If you have anxiety, it’s a good idea to limit caffeine and alcohol — both of which can aggravate symptoms.
Research shows that B vitamins have many health and quality of life benefits, and supplementing with B vitamins is gaining scientific traction. This 2018 study found that people who ate food high in B vitamins showed significant improvements in their anxiety and stress scores than those who did not. Taking a high-quality B-complex supplement is generally very safe, since B vitamins are water-soluble, meaning the body excretes what it doesn’t use. But always consult with your doctor before taking any supplements since they can interact with medications or have side effects.
Most of us associate feelings of warmth with a sense of calm and well-being — much the same way we would relaxing in the sun on a powdery-sand beach. Research shows that heating up your body, whether in a bath, steam room, or sauna, reduces muscle tension and anxiety. Sensations of warmth may alter neural circuits that control mood, including those that affect the neurotransmitter serotonin. You could also cozy up by a fire with a cup of tea or hot cocoa.
Most of us intuitively feel relaxed and less anxious when we’re outdoors, but in fact there’s science to back that up. Spending time in any natural setting lowers our blood pressure, heart rate, and our body’s production of the stress hormone cortisol. Researchers from the University of Exeter Medical School in England analyzing data from 10,000 people found that those living near more green space reported less mental distress. Said one psychology professor from Canada’s Trent University, “We underestimate the happiness effect of being outdoors.”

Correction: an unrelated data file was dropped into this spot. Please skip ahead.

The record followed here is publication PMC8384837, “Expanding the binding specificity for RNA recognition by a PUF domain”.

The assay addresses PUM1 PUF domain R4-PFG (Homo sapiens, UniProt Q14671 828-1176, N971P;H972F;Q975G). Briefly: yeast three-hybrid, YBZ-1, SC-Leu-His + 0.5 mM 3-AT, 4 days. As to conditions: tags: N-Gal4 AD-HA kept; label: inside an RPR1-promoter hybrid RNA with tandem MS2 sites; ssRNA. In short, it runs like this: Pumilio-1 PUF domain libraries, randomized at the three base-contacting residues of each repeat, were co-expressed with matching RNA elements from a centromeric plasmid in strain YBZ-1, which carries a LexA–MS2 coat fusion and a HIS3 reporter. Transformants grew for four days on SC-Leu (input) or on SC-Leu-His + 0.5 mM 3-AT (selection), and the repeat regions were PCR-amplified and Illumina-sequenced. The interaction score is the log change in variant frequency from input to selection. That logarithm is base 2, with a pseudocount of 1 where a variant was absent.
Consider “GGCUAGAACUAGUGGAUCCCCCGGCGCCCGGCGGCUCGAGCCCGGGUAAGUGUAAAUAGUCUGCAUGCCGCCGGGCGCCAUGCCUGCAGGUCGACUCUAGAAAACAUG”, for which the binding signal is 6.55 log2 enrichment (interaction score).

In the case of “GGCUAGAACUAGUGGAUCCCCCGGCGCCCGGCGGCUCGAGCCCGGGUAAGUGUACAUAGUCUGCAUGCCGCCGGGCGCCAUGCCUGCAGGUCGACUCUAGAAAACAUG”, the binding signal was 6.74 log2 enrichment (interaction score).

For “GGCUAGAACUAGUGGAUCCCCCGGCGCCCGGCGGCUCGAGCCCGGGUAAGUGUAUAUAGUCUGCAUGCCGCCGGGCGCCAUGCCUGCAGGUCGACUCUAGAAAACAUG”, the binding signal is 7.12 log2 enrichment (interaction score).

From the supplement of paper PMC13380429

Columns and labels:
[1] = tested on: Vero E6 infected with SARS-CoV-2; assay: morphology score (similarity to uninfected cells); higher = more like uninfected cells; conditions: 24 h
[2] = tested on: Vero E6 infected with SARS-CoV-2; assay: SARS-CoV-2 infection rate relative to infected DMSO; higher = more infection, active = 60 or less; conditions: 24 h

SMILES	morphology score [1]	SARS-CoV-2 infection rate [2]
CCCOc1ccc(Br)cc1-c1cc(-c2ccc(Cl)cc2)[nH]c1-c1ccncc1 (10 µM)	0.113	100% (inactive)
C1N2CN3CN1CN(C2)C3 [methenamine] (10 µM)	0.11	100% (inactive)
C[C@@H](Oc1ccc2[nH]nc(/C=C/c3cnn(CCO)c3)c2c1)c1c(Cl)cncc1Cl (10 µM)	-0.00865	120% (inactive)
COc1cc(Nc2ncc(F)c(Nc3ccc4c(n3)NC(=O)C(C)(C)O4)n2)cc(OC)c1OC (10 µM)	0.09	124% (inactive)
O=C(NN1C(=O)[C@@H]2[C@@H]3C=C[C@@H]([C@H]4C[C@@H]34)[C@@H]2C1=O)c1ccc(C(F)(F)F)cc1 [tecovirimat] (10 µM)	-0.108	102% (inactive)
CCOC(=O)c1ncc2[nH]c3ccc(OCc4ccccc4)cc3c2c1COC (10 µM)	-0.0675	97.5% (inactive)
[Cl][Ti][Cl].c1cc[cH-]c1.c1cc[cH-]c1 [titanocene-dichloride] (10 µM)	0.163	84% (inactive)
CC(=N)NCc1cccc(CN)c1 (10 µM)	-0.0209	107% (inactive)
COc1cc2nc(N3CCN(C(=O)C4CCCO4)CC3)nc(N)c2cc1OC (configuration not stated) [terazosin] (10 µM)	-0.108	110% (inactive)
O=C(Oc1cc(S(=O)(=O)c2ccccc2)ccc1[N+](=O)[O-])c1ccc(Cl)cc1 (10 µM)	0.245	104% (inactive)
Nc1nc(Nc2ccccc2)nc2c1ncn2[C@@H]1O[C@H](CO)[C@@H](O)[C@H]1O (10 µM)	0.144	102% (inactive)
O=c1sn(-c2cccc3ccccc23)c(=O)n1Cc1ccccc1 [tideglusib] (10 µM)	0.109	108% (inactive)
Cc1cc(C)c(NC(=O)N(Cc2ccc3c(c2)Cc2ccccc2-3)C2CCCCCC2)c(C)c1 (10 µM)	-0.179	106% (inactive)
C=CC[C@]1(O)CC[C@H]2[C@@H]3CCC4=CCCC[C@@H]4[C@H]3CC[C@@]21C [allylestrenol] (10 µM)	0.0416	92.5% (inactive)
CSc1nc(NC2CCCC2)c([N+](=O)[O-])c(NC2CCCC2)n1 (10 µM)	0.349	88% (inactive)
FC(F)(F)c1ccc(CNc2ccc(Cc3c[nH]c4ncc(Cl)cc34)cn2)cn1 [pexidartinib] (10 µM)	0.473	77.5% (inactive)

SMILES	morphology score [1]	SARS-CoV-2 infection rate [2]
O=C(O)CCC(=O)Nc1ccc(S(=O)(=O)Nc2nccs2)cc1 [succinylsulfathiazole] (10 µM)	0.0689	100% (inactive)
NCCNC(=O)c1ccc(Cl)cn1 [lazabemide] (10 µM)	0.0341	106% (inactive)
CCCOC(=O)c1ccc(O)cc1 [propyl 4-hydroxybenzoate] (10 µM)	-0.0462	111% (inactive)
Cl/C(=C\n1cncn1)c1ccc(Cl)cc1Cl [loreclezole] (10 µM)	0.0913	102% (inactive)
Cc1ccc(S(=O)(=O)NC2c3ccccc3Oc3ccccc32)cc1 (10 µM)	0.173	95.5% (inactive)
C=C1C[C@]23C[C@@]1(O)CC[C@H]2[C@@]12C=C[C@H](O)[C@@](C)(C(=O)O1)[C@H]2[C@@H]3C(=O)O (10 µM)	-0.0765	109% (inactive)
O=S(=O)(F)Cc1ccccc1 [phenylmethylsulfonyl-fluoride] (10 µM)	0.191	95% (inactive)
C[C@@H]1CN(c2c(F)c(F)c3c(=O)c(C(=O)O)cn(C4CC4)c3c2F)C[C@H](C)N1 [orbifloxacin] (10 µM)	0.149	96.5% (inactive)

When it comes to the healing power of nature, Japan is clearly at the forefront with their practice of shinrin-yoku, roughly translated as “forest bathing,” or “taking in the forest atmosphere.” It’s about experiencing nature through all 5 senses, being mindful and present, absorbing the beauty, sounds, scents, and light in your surroundings. It’s a cornerstone of preventive healthcare in Japan, with officially designated trails, organized walks, and guided meditations.
With regular meditation, we increase our ability to manage anxiety. Headspace co-founder and former Buddhist monk Andy Puddicombe says that we’re not trying to get rid of the anxiety when we sit to meditate — that’s not how you tackle anxiety. As Andy says, “Meditation isn’t about resisting anxiety or pushing it away; it’s about changing our relationship to it, being at ease with it, and being okay with it when it arises, without buying into it. When we’re able to watch the anxiety come and go, then that’s a really comfortable, healthy place to be.”
Studies show that with a regular meditation practice, we can develop the skills to better manage anxiety and stress, and cultivate peace of mind. With the Headspace app, you can take a breather anytime, anywhere.
Join over 40 million users who are already getting some Headspace. Download the Headspace app for your free trial. Subscribe and unlock the entire Headspace Library — hundreds of hours of content including courses on performance mindset, personal growth, kids, and parenting, and more. You’ll also find mini-meditations, videos, plus tips and support. Begin your mindfulness journey today.
Body Scan Meditation - 3 minutes